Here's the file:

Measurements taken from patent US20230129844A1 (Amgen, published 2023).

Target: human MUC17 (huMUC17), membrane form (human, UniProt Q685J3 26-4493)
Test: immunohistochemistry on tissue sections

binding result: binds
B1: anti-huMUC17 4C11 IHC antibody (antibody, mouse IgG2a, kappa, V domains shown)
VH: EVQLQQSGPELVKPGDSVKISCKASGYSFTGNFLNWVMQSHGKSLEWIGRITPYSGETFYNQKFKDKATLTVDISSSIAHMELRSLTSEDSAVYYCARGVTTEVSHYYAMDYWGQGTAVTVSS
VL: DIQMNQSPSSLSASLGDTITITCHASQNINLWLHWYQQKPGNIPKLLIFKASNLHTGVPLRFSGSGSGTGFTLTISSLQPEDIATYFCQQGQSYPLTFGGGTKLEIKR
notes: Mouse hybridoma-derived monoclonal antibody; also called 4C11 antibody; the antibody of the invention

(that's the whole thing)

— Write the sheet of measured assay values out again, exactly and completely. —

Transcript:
Measurements taken from patent US20230129844A1 (Amgen, published 2023).

Target: human MUC17 (huMUC17), membrane form (human, UniProt Q685J3 26-4493)
Test: immunohistochemistry on tissue sections

binding result: binds
B1: anti-huMUC17 4C11 IHC antibody (antibody, mouse IgG2a, kappa, V domains shown)
VH: EVQLQQSGPELVKPGDSVKISCKASGYSFTGNFLNWVMQSHGKSLEWIGRITPYSGETFYNQKFKDKATLTVDISSSIAHMELRSLTSEDSAVYYCARGVTTEVSHYYAMDYWGQGTAVTVSS
VL: DIQMNQSPSSLSASLGDTITITCHASQNINLWLHWYQQKPGNIPKLLIFKASNLHTGVPLRFSGSGSGTGFTLTISSLQPEDIATYFCQQGQSYPLTFGGGTKLEIKR
notes: Mouse hybridoma-derived monoclonal antibody; also called 4C11 antibody; the antibody of the invention